Some people are moved by sunsets, weddings, a child’s birth. But for artist Sarah Sandman, marching band parades make the tears flow. Why? It’s the magical togetherness of people moving in sync that pulls her heartstrings, she says. An artist who designs ways to bring people together, Sandman cares less about personal expression than about creating human connection, “extracting a collective voice.” Her projects have included designing black hand-shaped protest signs with her HOSTOS South Bronx students to join the Hands Up, Don’t Shoot movement, Human Scrabble games where total strangers race to form words together, and Gift Cycle — in which she and her collaborator rode 75 miles a day from community to community all the way across the United States, carrying local art from one location to exchange with artists in the next community. A narrative of togetherness emerged, unexpected acts of kindness, fun, and generosity — building social capital through the sweat of altruism.

To read the full recap, visit the TED Blog >>>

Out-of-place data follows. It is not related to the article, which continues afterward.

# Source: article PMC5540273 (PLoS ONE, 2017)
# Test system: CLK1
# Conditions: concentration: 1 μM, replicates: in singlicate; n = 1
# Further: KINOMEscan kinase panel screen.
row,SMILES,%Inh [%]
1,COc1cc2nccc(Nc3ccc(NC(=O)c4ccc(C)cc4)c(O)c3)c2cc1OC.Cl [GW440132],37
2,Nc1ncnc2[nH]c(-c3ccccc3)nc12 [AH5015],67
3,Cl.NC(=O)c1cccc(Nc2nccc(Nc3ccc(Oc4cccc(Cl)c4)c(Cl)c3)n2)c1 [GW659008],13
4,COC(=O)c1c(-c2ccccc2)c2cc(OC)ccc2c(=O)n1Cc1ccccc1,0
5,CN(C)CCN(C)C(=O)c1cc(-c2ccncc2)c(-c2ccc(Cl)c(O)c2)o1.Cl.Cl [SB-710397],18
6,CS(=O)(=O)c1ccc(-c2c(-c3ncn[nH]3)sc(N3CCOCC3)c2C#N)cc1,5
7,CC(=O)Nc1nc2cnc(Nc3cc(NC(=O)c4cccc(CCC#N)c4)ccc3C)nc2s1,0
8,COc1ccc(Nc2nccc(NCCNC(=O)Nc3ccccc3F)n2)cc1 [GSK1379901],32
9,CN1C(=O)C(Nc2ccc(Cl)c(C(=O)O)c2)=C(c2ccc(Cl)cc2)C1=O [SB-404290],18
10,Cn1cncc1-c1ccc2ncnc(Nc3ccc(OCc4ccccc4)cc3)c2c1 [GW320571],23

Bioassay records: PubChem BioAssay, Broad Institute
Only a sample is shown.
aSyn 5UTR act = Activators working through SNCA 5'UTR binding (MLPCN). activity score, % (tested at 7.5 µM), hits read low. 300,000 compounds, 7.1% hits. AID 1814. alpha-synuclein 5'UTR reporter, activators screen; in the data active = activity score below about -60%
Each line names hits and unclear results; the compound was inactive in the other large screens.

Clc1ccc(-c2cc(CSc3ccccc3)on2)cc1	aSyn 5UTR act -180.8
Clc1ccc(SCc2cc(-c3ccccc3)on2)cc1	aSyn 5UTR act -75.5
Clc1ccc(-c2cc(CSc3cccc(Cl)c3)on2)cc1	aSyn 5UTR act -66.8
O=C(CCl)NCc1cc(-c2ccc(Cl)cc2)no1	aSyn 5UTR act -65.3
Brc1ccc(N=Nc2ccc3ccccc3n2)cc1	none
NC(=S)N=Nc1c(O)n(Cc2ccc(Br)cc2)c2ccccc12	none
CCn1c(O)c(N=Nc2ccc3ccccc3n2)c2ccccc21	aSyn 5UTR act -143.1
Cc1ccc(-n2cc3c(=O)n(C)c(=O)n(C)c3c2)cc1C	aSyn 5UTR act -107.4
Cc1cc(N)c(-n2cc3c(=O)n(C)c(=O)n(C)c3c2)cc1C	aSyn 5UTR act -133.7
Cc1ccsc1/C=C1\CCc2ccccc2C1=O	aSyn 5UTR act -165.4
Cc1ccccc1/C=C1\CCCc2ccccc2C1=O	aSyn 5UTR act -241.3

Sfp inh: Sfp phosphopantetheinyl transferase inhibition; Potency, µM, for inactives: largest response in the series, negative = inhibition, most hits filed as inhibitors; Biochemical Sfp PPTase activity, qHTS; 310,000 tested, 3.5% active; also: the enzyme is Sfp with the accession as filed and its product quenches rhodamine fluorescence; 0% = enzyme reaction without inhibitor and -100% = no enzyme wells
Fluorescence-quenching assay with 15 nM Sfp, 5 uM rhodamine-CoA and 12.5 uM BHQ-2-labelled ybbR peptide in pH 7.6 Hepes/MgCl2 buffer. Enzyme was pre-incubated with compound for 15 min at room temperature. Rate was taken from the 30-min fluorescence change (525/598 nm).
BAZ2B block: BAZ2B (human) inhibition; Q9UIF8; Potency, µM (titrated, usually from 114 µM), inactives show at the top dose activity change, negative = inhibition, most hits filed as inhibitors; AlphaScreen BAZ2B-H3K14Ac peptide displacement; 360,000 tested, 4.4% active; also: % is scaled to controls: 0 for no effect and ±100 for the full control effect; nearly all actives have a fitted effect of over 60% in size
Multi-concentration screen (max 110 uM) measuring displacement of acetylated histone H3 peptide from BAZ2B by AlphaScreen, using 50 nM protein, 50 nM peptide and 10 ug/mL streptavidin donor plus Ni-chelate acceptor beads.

mPowering the Apple ResearchKit: How Max Little put a Parkinson’s app on the iPhone

This week, Apple turned the iPhone into a medical research tool with the launch ofResearchKit. This open-source framework, described in the video above, lets a medical researcher set up a project to gather anonymous patient data on diseases like asthma, breast cancer and diabetes. Using their own smartphones, patients who join a project can monitor their symptoms on a regular basis — while contributing their data to researchers working to cure their condition. ResearchKit makes it possible to generate large, wide-ranging datasets about the day-to-day of disease.

ResearchKit launched with a set of five apps, including the Parkinson’s mPower app, developed by Sage Bionetworks. This app builds on the work of applied mathematician and TED Fellow Max Little. At TEDGlobal 2012, Little (watch his talk: A test for Parkinson’s with a phone call) made headline news when he launched the Parkinson’s Voice Initiative, a data-gathering project that aimed to develop a quick and non-invasive way to detect the disease with a phone call. Since then, Little, along with collaborators in the US, has been creating Android-based apps for monitoring Parkinson’s symptoms and gathering data for research. These apps have been used to record symptoms from thousands of participants in studies in the UK and US, leading to hundreds of gigabytes of data about Parkinson’s — which may open up entirely new scientific understanding about the disease.